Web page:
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Primary Sources: Scientific Research

Finding and making use of primary sources

What is a Scientific Primary Source?

In the sciences, a Primary Source is the original publication of new research, data or theories by the person(s) who conducted the research or formulated the theory.

Primary Sources are typically published in Scholarly Journals, accessible through library databases like Academic Search Premier (EBSCO). They are often characterized by standardized sections - you can remember them with the acronym AIMRAD.


A - Abstract (short summary of article)

I - Introduction (gives overview of topic)

M - Methods/Materials (explains the study/experiment and sometimes materials used)

R - Results (findings of the study/experiment)

A - And

D - Discussion (what the findings mean and what else remains to be known)

They will also have a long list of References (the sources the authors used) at the end. Sometimes the sections might be combined, named differently, or unnamed, so if you aren't sure if what you have is a Primary Source email Haley or Ask a Librarian.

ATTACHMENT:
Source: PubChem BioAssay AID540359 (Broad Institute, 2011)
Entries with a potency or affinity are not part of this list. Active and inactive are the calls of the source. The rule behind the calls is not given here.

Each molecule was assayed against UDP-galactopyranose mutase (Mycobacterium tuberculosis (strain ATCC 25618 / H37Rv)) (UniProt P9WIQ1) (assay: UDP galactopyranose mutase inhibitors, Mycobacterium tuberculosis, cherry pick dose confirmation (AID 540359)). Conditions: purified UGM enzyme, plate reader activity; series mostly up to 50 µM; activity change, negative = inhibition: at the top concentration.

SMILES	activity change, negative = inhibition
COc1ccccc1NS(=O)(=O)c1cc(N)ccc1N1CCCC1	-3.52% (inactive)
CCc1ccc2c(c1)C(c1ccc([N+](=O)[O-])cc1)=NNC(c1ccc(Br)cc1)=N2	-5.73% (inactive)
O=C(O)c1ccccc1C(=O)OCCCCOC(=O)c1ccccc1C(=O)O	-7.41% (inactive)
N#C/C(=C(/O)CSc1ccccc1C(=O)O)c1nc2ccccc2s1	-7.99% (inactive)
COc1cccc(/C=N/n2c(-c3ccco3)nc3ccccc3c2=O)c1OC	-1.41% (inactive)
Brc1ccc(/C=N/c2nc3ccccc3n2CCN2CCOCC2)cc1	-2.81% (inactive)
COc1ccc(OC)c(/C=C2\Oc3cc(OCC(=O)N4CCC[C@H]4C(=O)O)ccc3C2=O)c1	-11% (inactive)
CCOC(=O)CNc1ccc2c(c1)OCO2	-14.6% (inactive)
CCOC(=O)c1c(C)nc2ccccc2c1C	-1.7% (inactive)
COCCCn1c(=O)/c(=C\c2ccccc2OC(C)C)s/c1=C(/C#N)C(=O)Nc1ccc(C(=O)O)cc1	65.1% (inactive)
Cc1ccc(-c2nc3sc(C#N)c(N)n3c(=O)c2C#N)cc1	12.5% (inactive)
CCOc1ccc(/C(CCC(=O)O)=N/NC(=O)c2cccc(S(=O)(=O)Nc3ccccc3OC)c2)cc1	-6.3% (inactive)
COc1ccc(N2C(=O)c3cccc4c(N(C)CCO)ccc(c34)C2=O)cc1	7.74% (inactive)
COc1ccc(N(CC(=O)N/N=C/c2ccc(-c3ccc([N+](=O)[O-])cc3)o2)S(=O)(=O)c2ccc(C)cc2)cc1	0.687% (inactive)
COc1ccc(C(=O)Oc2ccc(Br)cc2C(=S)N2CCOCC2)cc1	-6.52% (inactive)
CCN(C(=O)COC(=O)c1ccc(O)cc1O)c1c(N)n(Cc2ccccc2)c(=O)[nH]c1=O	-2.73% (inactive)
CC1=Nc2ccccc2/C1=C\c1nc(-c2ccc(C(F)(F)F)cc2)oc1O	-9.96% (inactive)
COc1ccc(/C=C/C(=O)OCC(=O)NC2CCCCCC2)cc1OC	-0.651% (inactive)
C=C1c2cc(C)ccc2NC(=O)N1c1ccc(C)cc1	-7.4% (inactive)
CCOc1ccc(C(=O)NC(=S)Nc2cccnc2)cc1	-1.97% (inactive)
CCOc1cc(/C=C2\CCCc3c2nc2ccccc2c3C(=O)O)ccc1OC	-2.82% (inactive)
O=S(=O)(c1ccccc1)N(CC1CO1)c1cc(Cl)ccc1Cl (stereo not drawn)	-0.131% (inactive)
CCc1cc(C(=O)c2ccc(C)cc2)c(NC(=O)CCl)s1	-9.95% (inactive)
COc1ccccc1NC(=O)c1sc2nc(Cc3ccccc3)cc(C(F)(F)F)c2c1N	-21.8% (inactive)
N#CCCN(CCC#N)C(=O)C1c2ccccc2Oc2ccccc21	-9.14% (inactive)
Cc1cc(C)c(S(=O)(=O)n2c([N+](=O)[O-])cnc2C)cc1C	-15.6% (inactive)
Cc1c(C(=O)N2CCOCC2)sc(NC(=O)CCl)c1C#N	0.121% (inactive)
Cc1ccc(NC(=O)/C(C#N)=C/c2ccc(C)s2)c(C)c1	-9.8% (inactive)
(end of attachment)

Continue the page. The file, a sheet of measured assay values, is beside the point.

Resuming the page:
Scientific Primary Source Tutorial

Finding Scholarly Articles

1. Go to the library website,

2. Click on Articles and Databases

3. Choose Academic Search Premier (if you are off-campus, you will be prompted to log in)

4. Create your search using keywords and limiters:

screenshot of starting a search in a database


5. Review your results list. Eliminate Review and Opinion articles. Read abstracts to determine if articles are original research studies. Email articles to yourself as appropriate.

screenshot of search results in a database


Detailed article view:

screenshot of article citation information